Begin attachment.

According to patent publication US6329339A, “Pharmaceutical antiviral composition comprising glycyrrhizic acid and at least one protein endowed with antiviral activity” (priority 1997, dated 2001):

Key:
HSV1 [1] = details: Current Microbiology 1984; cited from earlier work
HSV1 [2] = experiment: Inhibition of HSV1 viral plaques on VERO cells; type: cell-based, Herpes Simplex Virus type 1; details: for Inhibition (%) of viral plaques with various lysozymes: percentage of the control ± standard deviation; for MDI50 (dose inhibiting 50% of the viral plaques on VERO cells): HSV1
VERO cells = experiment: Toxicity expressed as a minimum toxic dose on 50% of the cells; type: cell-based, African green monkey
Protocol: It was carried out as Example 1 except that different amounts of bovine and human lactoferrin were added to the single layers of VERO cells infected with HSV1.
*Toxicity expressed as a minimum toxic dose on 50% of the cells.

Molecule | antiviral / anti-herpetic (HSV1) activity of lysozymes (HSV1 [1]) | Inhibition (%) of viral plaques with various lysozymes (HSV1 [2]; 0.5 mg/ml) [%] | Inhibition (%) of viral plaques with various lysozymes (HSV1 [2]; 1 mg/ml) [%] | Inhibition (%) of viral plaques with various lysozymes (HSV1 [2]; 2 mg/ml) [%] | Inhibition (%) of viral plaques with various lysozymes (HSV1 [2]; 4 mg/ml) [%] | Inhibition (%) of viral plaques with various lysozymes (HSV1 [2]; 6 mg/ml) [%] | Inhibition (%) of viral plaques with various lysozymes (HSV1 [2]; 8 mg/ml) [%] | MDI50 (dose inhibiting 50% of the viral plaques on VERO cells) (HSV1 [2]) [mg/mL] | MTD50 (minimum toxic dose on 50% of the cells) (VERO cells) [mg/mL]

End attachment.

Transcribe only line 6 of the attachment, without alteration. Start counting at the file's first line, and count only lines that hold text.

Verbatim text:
Protocol: It was carried out as Example 1 except that different amounts of bovine and human lactoferrin were added to the single layers of VERO cells infected with HSV1.